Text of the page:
"Just as Ned Flanders likes Woody Allen movies except for âthat nervous fella thatâs always in them,â I like Michael Moore movies and kind of hate Michael Moore himself. "
"Solaren corporation has signed a deal with Pacific Gas & Electric to orbit a 200 megawatt solar power satellite by 2016. I mention this not because the news is amazing (it was inevitable, really) but because their plan gives me some nice numbers to plug into my Verne gun calculations. "
"I think most academics are less prepared or willing to talk about the cost/benefit side of these decisions. Thatâs partly because we often have restricted access to all the information needed to assess particular budgetary decisions, and so we aver having a strong opinion. Itâs partly because weâre anxious (properly) that the language of cost/benefit can easily be misused to vulgar or destructive ends, that it proposes a false equivalence between businesses and universities.
That said, in a small undergraduate college where teaching is the priority, hereâs a couple of basic cost/benefit principles about faculty work that seem to me to be very important."
Emmy says yes, and adds that you can't trust those dogs. Dogs who aren't her.
"A researcher at Ohio State University has developed a course on learning and motivation strategies that actually increases the odds that struggling first-year students will graduate.
Students in academic difficulty who took the "Learning and Motivation Strategies" course in their first quarter at Ohio State were about 45 percent more likely to graduate within six years than similar students who didn't take the class.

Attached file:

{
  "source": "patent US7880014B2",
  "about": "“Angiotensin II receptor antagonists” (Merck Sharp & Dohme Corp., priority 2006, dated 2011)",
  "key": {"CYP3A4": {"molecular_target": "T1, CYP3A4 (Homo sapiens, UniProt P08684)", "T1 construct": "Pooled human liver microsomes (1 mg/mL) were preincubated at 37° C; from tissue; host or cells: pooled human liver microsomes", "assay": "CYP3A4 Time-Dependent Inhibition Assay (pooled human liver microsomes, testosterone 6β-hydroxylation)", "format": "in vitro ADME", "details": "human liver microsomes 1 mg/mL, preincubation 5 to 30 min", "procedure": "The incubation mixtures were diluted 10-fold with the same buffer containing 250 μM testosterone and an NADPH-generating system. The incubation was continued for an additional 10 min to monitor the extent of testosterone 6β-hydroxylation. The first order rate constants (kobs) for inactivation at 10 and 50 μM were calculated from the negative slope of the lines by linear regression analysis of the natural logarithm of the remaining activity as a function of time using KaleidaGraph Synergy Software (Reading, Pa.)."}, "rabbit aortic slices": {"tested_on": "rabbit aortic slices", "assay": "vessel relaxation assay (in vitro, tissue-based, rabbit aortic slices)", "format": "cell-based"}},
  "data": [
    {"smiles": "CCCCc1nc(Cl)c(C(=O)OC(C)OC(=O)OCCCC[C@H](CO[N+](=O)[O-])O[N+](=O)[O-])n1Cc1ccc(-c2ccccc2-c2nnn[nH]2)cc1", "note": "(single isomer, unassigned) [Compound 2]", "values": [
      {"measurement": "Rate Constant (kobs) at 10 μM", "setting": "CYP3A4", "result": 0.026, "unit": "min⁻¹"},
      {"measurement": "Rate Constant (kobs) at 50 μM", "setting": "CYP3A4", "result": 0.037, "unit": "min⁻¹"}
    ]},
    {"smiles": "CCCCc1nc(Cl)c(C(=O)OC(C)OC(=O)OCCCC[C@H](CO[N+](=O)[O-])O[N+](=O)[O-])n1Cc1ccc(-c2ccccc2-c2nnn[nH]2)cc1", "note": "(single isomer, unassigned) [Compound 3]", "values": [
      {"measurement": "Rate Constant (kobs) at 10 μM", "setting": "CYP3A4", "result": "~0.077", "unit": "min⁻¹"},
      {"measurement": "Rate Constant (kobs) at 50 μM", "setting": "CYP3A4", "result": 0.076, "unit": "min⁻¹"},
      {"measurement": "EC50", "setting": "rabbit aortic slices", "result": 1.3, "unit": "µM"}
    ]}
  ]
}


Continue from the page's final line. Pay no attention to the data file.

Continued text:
Average-ability students who took the course were also six times more likely to stay in college for a second year and had higher grade point averages than those who didn't take the class."
"Still using Twitter."
On the Ohio State thing...so students who are proactive and self motivated do better than those who aren't? Not saying its a bad idea (actually, its a wonderful idea, and hopefully not just available to 'at risk' students), just that these kind of things are hard to measure.
About the only thing they don't control is the tiny bit of "proactive" behavior needed to enroll in the class, which isn't much compared to what it takes to pass: writing over 20 assignments each week.
What is interesting to me about that OSU article is that this is not an example of a study of a pilot class where its success is dependent on a particular instructor. Our class of that type does not seem to have fared as well as its enrollment has expanded with many sections being taught by first-time adjuncts.
I'd be interested to see what grading tools they give the people looking at those 216,000 submissions!